Of the millions of people that struggle with substance use disorder and addiction, many also suffer from mental illness or mental health concerns. Often, substance misuse is secondary as someone suffering from psychiatric or mental health issues attempts to self-medicate through substances. Other times, addiction is the primary diagnosis, but the individual also is dealing with a mental illness or mental health disorder. There is also the case with substance use disorder can trigger the onset of mental health issues or worsen symptoms. According to SAMHSA, “people with mental health disorders are more likely than people without mental health disorders to experience an alcohol or substance use disorder.” Regardless of the specific circumstances, addiction and mental health often go hand-in-hand and many people suffering from addiction are also suffering from a dual diagnosis or co-occurring disorder.
Here are the six most common co-occurring disorders that present alongside substance use disorder and addiction:
Anxiety disorders involve more than temporary worry or fear. With an anxiety disorder, the anxiety does not go away and can worsen over time. The anxiety can interfere with daily activities such as work, school and/or relationships. Several examples of anxiety disorders are generalized anxiety disorder, panic disorder and social anxiety disorder.
Depression such as major depressive disorder or clinical depression is a common but serious mood disorder. It can cause severe symptoms that affect how a person feels, things and handles regular, daily activities such as sleeping, eating or working. Forms of depression are slightly different or may develop under unique circumstances but in order to be accurately diagnosed with depression, the symptoms must be consistently present for at least two weeks.
Bipolar disorder, which is also known as manic-depressive illness, is a brain disorder that causes unusual or extreme shifts in mood, energy, activity levels and the ability to carry out day-to-day tasks. There are four basic types of bipolar disorder, all of which involve clear changes in mood, energy and activity levels and they range from periods of extremely “up,” elevated and energized behavior (known as manic episodes) to very sad, “down” or hopeless periods (known as depressive episodes).
Trauma and Post-Traumatic Stress Disorder (PTSD)
Post-Traumatic Stress Disorder (PTSD) is a disorder that develops in some individuals who have experienced a shocking, scary or dangerous event. While most people naturally recover from reactions from trauma naturally, some people are impacted by trauma differently, are unable to process the feelings from a traumatic event and continue to experience symptoms. Those people who continue to experience symptoms and problems are typically diagnosed with suffering from PTSD. There is both ongoing (chronic) or short-term (acute) PTSD and those that suffer from PTSD may feel stressed or frightened even when they are not in danger.
Schizophrenia is a chronic and severe mental disorder that affects how a person thinks, feels and behaves. People with schizophrenia may seem like they have lost touch with reality. The symptoms of schizophrenia usually start between ages 16 and 30 and fall into three categories: positive symptoms (examples such as hallucinations, delusions, thoughts disorders or movement disorders), negative symptoms (examples such as a flat affect, reduced feelings of pleasure in everyday life or reduced speaking), and cognitive symptoms (examples such as poor executive functioning, trouble focusing or paying attention or problems with “working memory.”) While about half of all people with schizophrenia also suffer from a substance use disorder, there is a high correlation or association between marijuana use or misuse and schizophrenia and studies have demonstrated the use or misuse of marijuana by teens and young adults can act on a genetic susceptibility to trigger schizophrenia.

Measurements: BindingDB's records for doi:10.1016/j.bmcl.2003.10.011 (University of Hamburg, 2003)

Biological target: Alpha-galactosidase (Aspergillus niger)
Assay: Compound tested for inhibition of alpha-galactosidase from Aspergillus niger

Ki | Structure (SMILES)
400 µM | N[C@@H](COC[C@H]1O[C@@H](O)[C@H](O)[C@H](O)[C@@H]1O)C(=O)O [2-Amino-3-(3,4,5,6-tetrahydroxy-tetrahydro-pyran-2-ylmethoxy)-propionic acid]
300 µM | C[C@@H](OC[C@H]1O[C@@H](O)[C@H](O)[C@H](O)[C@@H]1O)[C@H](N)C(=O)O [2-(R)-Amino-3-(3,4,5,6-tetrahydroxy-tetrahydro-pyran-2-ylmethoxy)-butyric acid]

Antisocial Personality Disorders
Antisocial personality disorder (one of several diagnosable personality disorders that also includes borderline personality disorder and narcissistic personality disorders), is a mental health condition in which an individual consistently shows no regard for right and wrong and ignores the rights and feelings of others. Antisocial personality disorder is sometimes called sociopathy. Individuals that suffer from antisocial personality disorder often violate the law or become ongoing criminals, lie, behave violently or impulsively and have a high correlation to also suffer from addiction and substance use disorder. The often show little to no guilt or remorse for their actions or behaviors.
It is important to remember that the misuse and abuse of substances can often mask or mimic the symptoms of mental health disorders or mental illness. Therefore, it is often extremely difficult to accurately diagnose a person with a mental health disorder or mental illness if they are in active addiction. Many people enter treatment with a history of being diagnosed with numerous mental health issues but were never diagnosed free from substances. It is also very difficult to get a reading on a patient and get an accurate diagnosis by a medical or mental health professional in the very beginning stages of treatment. The brain needs time to heal and the begin functioning free of substances for several months before a baseline can be identified and an accurate diagnosis can be obtained. Once that occurs, a comprehensive long-term treatment plan can be established and implemented that addresses both substance use disorder and mental health disorders in an integrated co-occurring treatment approach.
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